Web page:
Heh. What a joker. Unless...wouldn't it be awesome if he actually did wear a giant foam finger? In fact, I think I'll be a little disappointed if he doesn't. After all, you know what they say about guys with big, latex hands, don't you? No? You don't? Well...I bet they never have any trouble hailing a cab, for one thing. And they have really big...hearts. Yes, that's it. Huge, throbbing hearts.

Sunday, November 18, 2007

Why charity is not all it's cracked up to be


This is what happens when you have nothing to blog about and every single animal protection league, society, and association in the continental U.S. won't stop sending cloyingly adorable and guilt-inducing gifts.

Please, PETA, ASPCA, and animal rescue leagues of the world; this has to stop. The notecards, the return address labels, the wrapping paper, the desk calendar, the dog tags, the calculator, the umbrella; they are all so lovely and thoughtful and squishily adorable, but the problem is, I don't have a dog to put tags on, I don't write that many letters, and honestly, I'm not totally convinced that that umbrella is even waterproof. You see, several years ago I had a full-time job and a salary and made a couple modest donations to what I assumed was a local animal rescue league, but in fact turns out to be located in New York state. (Duped!) However, I am now what we call an indentured servant a grad student, and thus barely have enough money to both feed myself and support my lip gloss habit (and whether or not my mint lip gloss contains enough calories to count as lunch is not a decision I want to have to make). Plus, I can't get past the thought that any donation I might make, rather than going towards food, or vaccinations, or life-saving surgeries, is instead paying for more tacky greeting cards that no one wants and that will probably just get thrown away (or, ahem, defaced).

Anyway, Animal People Whose Mailing Lists I Am On, I would just like you to know that I can't be guilted anymore. As I don't have any money at the moment (or most likely throughout the forseeable future), I am unable to contribute to your very worthy cause. But please, for the love of kittens, please stop sending me your crap. Because the days are long, the blogging is slow, and I still have piles of cards crying out for a felt-tipped pen and an irreverant hand. Please, APWMLIAO, don't make me do it.

Sincerely,

An Animal Lover Despite It All (really)

Friday, November 16, 2007

Why sometimes dates should come with subtitles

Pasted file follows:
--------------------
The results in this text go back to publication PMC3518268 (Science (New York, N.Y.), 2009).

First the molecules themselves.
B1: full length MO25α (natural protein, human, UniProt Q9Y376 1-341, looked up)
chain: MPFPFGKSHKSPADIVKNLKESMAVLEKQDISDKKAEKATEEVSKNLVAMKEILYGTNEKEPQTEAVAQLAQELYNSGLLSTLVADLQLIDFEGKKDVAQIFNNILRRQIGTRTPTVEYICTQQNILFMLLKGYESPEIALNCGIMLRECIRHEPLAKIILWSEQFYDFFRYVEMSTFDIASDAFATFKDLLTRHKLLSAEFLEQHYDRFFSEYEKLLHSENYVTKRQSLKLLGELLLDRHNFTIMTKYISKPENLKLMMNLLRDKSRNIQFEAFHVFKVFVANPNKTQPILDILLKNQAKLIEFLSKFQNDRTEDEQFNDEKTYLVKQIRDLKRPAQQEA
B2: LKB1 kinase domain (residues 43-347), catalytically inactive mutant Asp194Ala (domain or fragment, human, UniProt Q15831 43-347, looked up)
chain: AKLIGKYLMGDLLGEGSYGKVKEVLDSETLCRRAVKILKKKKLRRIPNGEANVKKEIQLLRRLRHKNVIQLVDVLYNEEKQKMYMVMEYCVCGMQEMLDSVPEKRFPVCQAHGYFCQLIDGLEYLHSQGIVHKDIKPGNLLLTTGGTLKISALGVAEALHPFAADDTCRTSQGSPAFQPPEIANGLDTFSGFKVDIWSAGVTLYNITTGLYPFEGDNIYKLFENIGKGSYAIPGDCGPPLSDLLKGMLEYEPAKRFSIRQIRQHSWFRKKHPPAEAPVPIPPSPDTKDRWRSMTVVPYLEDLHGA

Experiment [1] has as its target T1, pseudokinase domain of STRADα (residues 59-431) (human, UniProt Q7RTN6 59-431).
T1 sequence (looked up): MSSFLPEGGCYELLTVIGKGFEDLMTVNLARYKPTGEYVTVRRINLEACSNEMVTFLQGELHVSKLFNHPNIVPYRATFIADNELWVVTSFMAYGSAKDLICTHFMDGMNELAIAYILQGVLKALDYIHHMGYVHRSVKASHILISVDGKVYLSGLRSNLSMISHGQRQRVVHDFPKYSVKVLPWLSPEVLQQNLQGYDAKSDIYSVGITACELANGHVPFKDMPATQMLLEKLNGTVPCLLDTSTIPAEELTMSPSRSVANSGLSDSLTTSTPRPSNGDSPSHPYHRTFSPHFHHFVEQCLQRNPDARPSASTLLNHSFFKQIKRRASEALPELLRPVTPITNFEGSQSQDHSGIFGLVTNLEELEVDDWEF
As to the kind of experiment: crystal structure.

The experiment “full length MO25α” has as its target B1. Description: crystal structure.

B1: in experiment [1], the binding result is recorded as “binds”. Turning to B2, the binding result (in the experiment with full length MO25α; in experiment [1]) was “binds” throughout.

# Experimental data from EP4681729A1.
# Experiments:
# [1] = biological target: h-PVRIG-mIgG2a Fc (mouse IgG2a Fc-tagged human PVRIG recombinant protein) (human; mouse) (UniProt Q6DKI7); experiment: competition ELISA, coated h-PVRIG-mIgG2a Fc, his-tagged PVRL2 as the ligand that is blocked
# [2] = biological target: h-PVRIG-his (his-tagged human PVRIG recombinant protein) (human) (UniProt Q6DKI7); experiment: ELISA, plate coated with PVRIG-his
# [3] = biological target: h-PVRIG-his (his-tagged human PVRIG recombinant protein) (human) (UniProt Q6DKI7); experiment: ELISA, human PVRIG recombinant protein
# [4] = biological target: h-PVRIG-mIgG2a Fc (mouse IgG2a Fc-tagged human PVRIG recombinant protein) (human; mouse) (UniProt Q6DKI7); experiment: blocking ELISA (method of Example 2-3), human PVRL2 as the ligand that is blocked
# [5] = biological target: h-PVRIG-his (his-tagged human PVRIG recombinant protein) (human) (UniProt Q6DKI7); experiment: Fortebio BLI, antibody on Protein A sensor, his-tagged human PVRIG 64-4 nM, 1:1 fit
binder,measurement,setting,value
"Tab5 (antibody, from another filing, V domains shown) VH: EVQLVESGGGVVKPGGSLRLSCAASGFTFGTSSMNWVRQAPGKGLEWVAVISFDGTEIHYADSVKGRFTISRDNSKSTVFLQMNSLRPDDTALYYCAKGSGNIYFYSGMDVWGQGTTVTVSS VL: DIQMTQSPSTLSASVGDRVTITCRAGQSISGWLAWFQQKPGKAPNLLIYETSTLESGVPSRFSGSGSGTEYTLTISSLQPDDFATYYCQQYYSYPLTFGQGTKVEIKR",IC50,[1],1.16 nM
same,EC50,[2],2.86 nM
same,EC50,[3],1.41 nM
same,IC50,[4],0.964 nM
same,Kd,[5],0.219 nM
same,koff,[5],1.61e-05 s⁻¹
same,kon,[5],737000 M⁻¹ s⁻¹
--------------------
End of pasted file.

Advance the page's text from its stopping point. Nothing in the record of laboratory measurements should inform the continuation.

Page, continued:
In the midst of this dating drought, I somehow managed to scrounge up a date from the great online abyss last night. (Andy, 6'0", 27 years old). We met at The Druid for a couple pints. Here's how it went down:

"So, you play the guitar?" I asked.

"So, have you seen any movies lately?" he replied.

"Oh, I...well I don't really get out to the theater much anymore, but the last movie I saw was Darjeeling Limited."

"What did you think?"

"Oh, I loved it, it was great. Yup."

"Yup."
~~~~~~~~~~~~~~~~~~~~~~~~~~~~~~~~~~~~~~~~
"So, do you see your family often?" he asked.

"No, actually not that often at all. I'm not even going home for Thanksgiving this year, because I need to stay and study. But I have a friend who's coming to visit, so it won't be that bad. I'm actually kind of nervous about entertaining her, because, I mean, where do you go on Thanksgiving? Everything will be closed. But we'll figure something out, I'm sure."

"So, are you going home for Thanksgiving?" he asked.

"Uh...no....I'm...not. Because I need to...study."

"Oh. Ok."
~~~~~~~~~~~~~~~~~~~~~~~~~~~~~~~~~~~~~~~~
"So, you play the guitar?" I tried again.

"Yeah, for about fifteen years or so, I guess."

"I would love to play the guitar," I said. "I've tried but it just didn't work out."

"It's really easy, actually."

"I hate people like you."

"Uh, I mean, it's really hard? But I mean, the first part, learning all the chords, is the hardest. It becomes kind of mindless after a point. I just play while I'm sitting on the couch watching tv. I'm sure my roommates don't appreciate it so much, but it's relaxing for me."

"I would love it if I had a roommate who played. I find it soothing, maybe because my dad always played when I was growing up, and I could always hear him play while I was in bed at night. He would play all the time, I mean, he used to have a music store, actually, and he plays the guitar, banjo, anything with strings. Luckily he never tried to force it on me. He tried teaching me a couple times, but I just had no interest. It wasn't until college that I decided to learn, and then I just taught myself chords from a book."

"Did you ever take lessons?"

"Just a few times, at my dad's store, because I figured, why not? But it didn't last very long. And my dad tried to teach me a few things, but it's hard learning from your parents, you know?"

"Oh, does your dad play?"

"..."

"...?"

"...?!?!"

"...?"

"Uh...yeah. I...I give up."

"What? Why are you banging your head on the table like that?"

Perhaps it was more the effects of the second beer kicking in, but we finally (finally) managed to connect on a somewhat meaningful level when the topic turned to food. Then, suddenly we couldn't stop talking; about our favorite foods, cooking classes we had both taken at the same culinary school, gushing about our favorite restaurants, and discovering in the process that we live just blocks from each other (of course). And he's not a vegetarian, so perhaps there is hope.